The closer we got to the pier, the more beautiful the ride became. We saw the water between the trees; the sun bouncing off of it. We parked our bikes against a garage and raced down to the boat. Harry asked me to be the Skipper.
We began to navigate the waters. Harry at one point revved up the motor and we bounced along the waves.
"This is too fast!"
"That was nothing!" he laughed. "You have to hit the waves head on."
We found an empty body of water, there was only a massive yacht bearing Australian flags beside us. Harry cut the engine and we layed down with our legs up, talking about life.
On the way back to shore I waved at the boats we passed and he let me drive her for a bit. We made it back to the pier, back to our bikes, back to the streets. At the house, the sun had drained our energy. Harry was insistent that we watch an episode of my favorite show, "Poirot."
"You'll fall asleep," I warned him. Twenty minutes in, and he was out. Talk about idyllic! Harry was still holding my hands as he slept, his chest rising and falling, his eyelids fluttering from a dream. I could see out the front windows. A doe wandered on the property; it's mother not far off. Harry shifted.
"How long was I sleeping?" he asked.
"Not long," I said. He yawned and decided to take the bike to the market to get us dinner before sundown. He returned with a salmon steak, greens, an avocado and bread. We stood side by side at the counter top chopping vegetables while listening to jazz.
"Hanging out with you us just so easy," Harry said before a very romantic toast.
"I agree," I said. We took the salmon and mixed it with onions and a variety of spices and mayonnaise then grilled them like burgers. Harry whisked Dijon and lemon and olive oil into dressing.
"I'll cry if I have to watch you eat cold food," he said, looking over at my salmon burger patty resting on the counter while his simmered on the grill.
"You're spoiling me," I said.
We turned off all the lights and lit the candelabra in the dining room. My phone rang. My mom. I told Harry I'd tell her where I was when I was back in New York.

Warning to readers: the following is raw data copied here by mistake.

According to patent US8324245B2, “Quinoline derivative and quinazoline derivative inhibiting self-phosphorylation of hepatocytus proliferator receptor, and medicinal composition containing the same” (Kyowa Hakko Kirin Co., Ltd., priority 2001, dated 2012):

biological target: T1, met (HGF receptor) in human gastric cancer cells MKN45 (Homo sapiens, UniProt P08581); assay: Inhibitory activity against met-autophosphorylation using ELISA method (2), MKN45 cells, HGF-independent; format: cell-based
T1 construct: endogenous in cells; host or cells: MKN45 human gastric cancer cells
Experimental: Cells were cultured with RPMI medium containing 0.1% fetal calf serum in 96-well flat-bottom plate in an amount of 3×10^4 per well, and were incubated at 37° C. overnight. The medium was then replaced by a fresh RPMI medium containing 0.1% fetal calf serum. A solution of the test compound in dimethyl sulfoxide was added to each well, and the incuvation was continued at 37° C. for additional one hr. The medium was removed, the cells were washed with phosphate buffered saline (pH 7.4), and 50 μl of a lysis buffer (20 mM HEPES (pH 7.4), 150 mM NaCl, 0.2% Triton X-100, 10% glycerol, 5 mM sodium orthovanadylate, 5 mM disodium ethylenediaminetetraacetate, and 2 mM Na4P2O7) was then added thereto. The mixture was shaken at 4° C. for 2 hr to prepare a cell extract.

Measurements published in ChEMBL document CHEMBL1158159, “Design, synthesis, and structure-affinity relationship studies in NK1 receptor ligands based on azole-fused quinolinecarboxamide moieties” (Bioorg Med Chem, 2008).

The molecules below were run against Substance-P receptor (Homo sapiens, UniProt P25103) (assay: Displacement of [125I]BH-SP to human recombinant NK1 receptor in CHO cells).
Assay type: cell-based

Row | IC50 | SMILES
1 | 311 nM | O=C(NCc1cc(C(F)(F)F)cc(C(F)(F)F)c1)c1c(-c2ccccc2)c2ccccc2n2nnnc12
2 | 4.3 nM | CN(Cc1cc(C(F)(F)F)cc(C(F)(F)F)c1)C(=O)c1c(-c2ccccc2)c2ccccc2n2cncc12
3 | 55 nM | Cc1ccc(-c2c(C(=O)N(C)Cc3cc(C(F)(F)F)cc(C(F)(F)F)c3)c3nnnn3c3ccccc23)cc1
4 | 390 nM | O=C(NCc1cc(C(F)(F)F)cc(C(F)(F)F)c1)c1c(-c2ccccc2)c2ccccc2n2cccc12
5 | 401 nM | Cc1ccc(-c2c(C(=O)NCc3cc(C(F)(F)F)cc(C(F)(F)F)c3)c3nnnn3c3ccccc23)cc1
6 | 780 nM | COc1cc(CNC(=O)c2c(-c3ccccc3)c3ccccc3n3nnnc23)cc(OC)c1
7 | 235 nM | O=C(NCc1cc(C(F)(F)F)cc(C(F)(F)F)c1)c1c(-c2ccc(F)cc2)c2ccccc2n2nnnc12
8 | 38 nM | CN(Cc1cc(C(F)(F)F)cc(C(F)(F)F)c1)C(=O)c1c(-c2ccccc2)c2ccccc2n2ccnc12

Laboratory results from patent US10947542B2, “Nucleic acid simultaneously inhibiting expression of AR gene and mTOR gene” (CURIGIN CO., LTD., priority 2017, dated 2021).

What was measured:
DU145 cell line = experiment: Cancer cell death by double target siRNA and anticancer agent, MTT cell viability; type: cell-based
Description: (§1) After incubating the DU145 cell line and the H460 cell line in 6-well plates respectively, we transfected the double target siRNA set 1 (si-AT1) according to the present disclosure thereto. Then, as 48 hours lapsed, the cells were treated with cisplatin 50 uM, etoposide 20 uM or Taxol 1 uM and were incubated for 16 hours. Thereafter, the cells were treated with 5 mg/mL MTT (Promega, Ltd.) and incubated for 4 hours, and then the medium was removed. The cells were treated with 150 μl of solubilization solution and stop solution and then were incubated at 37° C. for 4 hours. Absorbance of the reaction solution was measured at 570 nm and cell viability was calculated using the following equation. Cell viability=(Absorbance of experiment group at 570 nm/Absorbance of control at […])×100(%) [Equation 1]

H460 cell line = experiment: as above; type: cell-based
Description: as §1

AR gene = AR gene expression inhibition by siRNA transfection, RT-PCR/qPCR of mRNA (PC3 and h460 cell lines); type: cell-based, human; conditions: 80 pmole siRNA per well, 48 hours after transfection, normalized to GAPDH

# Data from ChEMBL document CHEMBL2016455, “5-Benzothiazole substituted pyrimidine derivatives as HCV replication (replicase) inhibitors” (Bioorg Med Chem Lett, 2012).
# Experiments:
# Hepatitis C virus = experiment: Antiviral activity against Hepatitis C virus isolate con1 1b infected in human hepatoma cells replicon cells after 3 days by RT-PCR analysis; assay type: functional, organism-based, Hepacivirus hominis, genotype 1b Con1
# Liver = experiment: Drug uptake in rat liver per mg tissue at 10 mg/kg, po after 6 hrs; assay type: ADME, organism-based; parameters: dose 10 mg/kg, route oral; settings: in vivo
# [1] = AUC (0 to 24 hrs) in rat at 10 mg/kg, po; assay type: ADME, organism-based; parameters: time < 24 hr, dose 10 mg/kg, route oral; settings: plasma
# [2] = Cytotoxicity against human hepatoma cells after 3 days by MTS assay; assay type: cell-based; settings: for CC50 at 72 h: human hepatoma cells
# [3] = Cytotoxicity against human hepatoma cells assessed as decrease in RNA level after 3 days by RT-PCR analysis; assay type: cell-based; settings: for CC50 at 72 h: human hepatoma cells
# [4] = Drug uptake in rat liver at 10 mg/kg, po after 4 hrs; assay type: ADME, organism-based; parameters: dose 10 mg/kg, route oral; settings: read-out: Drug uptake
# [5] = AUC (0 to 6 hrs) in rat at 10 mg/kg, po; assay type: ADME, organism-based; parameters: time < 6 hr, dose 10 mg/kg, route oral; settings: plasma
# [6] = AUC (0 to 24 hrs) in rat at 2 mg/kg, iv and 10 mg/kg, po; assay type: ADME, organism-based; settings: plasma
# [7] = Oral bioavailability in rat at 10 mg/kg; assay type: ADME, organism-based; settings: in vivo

After dinner we decided to watch a movie. I'd never seen "No Country for Old Men" and Harry wanted to see it again. With all the violence, I was most offended by the scene where the sheriff notices a bottle of "sweatin' milk" on a coffee table as a sign that their culprit has just left the house, I jumped up out of my seat. The sheriff pours himself a glass.
"You can't drink that!" I shrieked at the TV. "That milk is sweatin'!"
Harry laughed and squeezed my shoulder. I blushed. "You know how I am about expiration dates."
We went to bed around midnight and woke around 10 am. If we had gone to bed in summer, we woke up in fall. It was so chilly we wore jackets and sweats and shivered on the ferry ride back. The bus ride home was three hours, and we held hands for most of it. At Grand Central he was to take his train and I had to take mine. He gave my hand three sharp squeezes before running down the subway stair.
In two weeks he'd be in Hawaii. In two more weeks, still traveling the world, destination unknown. I felt a sort of sadness, not only about his departure but about my life. I was staring down my nose into the next few years, and there was nothing to see, nothing to look forward to. Not one hope nor milestone. Madame George Sands wouldn't have cared, perhaps? But I'll never be her.